Glaucoma is a disease that damages your eye’s optic nerve. It usually happens when fluid builds up in the front part of your eye. That extra fluid increases the pressure in your eye, damaging the optic nerve. It is estimated that three million Americans have glaucoma, but only about half of them know that they have glaucoma. Glaucoma is the leading cause of blindness for people over the age of 60, but blindness from glaucoma can often be prevented with early treatment. When glaucoma develops, there are usually no early symptoms and the disease progresses slowly. In this way, glaucoma can steal your sight very gradually. Fortunately, early detection and treatment (with eye drops, laser procedures, surgery, or a combination) can help preserve your vision.
Medicated eye drops are the most common way to treat glaucoma. These medications lower your eye pressure in one of two ways – either by reducing the amount of fluid created in the eye or by helping this fluid flow out of the eye through the drainage angle. The angle refers to the connection between the iris (colored part of the eye) and the cornea (clear front of the eye). These eye drops must be taken every day. Just like any other medication, it is important to take your eye drops regularly as prescribed by your ophthalmologist.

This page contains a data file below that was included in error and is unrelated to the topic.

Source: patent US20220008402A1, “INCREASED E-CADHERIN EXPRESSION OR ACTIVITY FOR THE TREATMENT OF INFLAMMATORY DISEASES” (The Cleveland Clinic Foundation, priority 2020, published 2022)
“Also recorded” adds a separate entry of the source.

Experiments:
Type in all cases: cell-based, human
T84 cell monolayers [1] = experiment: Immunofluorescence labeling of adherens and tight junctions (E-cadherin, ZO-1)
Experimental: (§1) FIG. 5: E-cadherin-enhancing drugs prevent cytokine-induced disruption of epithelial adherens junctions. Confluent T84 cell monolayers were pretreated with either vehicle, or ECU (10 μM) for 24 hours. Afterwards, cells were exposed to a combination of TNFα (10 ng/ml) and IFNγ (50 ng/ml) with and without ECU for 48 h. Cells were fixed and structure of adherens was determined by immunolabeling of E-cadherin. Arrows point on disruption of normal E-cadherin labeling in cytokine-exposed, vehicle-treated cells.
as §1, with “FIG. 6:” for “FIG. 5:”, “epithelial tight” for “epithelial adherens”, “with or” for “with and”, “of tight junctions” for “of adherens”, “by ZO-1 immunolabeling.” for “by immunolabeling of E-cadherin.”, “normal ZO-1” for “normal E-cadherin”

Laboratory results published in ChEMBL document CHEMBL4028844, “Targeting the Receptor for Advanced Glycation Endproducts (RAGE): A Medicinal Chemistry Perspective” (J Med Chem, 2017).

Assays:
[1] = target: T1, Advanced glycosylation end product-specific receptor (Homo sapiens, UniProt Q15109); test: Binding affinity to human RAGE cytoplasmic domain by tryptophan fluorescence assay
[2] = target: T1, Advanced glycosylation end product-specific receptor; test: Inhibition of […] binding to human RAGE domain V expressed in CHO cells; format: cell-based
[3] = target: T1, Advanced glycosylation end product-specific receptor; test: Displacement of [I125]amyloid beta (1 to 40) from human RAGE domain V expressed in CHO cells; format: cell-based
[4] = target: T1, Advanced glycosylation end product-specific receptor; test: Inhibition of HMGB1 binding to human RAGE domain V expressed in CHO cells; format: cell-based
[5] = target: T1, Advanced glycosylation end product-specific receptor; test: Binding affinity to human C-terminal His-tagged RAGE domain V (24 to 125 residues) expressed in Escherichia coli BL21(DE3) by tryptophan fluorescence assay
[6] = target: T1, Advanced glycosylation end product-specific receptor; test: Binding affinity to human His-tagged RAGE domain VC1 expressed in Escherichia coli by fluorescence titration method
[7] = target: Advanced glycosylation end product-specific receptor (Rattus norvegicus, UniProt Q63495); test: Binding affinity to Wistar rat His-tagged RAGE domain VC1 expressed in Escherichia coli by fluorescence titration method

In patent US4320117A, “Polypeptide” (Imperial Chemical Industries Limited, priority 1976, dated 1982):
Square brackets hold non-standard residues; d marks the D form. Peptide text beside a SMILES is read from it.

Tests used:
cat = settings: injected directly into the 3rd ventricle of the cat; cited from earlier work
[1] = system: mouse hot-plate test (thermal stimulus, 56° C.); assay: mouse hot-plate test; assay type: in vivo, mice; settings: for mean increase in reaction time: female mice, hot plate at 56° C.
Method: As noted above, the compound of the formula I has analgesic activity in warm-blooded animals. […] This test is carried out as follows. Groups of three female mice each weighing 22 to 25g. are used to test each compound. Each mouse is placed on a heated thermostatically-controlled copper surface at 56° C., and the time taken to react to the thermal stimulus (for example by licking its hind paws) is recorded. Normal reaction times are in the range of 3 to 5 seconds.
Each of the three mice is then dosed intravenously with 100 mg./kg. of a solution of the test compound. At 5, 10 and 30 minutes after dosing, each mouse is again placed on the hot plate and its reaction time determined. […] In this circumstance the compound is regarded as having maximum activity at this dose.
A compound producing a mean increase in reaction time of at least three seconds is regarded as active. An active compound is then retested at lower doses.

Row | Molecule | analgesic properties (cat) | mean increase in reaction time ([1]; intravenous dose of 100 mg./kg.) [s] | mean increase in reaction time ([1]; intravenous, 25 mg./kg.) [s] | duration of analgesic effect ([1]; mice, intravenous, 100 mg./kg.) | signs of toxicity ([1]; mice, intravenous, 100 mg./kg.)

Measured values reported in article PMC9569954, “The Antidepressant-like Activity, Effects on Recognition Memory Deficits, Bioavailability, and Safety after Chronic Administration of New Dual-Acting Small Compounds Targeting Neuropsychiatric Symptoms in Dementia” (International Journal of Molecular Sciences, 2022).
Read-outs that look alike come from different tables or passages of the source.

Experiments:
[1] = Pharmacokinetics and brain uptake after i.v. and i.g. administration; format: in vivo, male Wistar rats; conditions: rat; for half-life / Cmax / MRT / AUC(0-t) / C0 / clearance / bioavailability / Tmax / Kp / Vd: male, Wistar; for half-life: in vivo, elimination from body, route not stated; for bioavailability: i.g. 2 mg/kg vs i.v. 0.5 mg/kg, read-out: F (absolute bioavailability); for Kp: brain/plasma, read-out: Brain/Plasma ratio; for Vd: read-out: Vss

A selective laser trabeculoplasty (SLT) is a procedure used to help treat open-angle glaucoma. In open-angle glaucoma, the trabecular meshwork of the eye gradually becomes less efficient at draining fluid. SLT uses laser energy to treat your drainage angle so it works better over time, helping to lower eye pressure. Sometimes, the laser procedure will not reduce the eye pressure to the desired level and additional treatment may still be necessary.
A laser peripheral iridotomy (LPI) is a procedure used to help treat or prevent angle-closure glaucoma. In angle-closure glaucoma, the iris has come forward towards the cornea, blocking the angle. The blockage prevents fluid from leaving the eye and causes the pressure in the eye to build up rapidly, which can lead to vision loss. LPI involves creating a small hole in the iris with a laser. This helps restore the proper flow of fluid in the eye and reduces eye pressure.
Normally LPI is performed as a preventative measure, but if the iris suddenly blocks the drainage angle, it is called an attack of acute angle-closure glaucoma. Symptoms may include blurred vision, severe eye pain, headache, nausea, and vomiting. The iridotomy is done as an emergency procedure in these cases and may require oral medication and eye drops.